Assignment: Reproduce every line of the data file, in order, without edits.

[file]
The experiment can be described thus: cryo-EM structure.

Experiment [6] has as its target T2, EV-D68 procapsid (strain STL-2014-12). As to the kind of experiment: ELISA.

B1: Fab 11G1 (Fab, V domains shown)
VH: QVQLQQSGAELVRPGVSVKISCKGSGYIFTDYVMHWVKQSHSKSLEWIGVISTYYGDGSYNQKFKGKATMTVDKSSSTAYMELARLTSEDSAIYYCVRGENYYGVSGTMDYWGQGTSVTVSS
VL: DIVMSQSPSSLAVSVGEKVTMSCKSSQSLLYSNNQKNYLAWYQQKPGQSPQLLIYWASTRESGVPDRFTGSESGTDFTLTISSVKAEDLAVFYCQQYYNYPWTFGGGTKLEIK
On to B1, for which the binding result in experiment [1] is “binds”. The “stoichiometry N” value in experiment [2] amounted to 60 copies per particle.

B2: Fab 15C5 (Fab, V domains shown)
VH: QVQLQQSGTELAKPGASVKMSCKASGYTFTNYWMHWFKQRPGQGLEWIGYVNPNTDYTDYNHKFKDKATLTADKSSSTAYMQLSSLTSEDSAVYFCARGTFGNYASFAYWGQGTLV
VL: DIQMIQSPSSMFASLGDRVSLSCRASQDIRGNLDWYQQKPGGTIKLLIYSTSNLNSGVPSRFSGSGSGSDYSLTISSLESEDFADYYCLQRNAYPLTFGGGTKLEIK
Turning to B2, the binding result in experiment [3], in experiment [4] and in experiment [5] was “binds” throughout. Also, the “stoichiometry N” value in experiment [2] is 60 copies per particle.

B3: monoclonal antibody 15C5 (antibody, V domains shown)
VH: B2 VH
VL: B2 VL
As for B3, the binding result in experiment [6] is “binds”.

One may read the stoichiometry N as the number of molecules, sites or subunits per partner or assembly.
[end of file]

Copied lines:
The experiment can be described thus: cryo-EM structure.

Experiment [6] has as its target T2, EV-D68 procapsid (strain STL-2014-12). As to the kind of experiment: ELISA.

B1: Fab 11G1 (Fab, V domains shown)
VH: QVQLQQSGAELVRPGVSVKISCKGSGYIFTDYVMHWVKQSHSKSLEWIGVISTYYGDGSYNQKFKGKATMTVDKSSSTAYMELARLTSEDSAIYYCVRGENYYGVSGTMDYWGQGTSVTVSS
VL: DIVMSQSPSSLAVSVGEKVTMSCKSSQSLLYSNNQKNYLAWYQQKPGQSPQLLIYWASTRESGVPDRFTGSESGTDFTLTISSVKAEDLAVFYCQQYYNYPWTFGGGTKLEIK
On to B1, for which the binding result in experiment [1] is “binds”. The “stoichiometry N” value in experiment [2] amounted to 60 copies per particle.

B2: Fab 15C5 (Fab, V domains shown)
VH: QVQLQQSGTELAKPGASVKMSCKASGYTFTNYWMHWFKQRPGQGLEWIGYVNPNTDYTDYNHKFKDKATLTADKSSSTAYMQLSSLTSEDSAVYFCARGTFGNYASFAYWGQGTLV
VL: DIQMIQSPSSMFASLGDRVSLSCRASQDIRGNLDWYQQKPGGTIKLLIYSTSNLNSGVPSRFSGSGSGSDYSLTISSLESEDFADYYCLQRNAYPLTFGGGTKLEIK
Turning to B2, the binding result in experiment [3], in experiment [4] and in experiment [5] was “binds” throughout. Also, the “stoichiometry N” value in experiment [2] is 60 copies per particle.

B3: monoclonal antibody 15C5 (antibody, V domains shown)
VH: B2 VH
VL: B2 VL
As for B3, the binding result in experiment [6] is “binds”.

One may read the stoichiometry N as the number of molecules, sites or subunits per partner or assembly.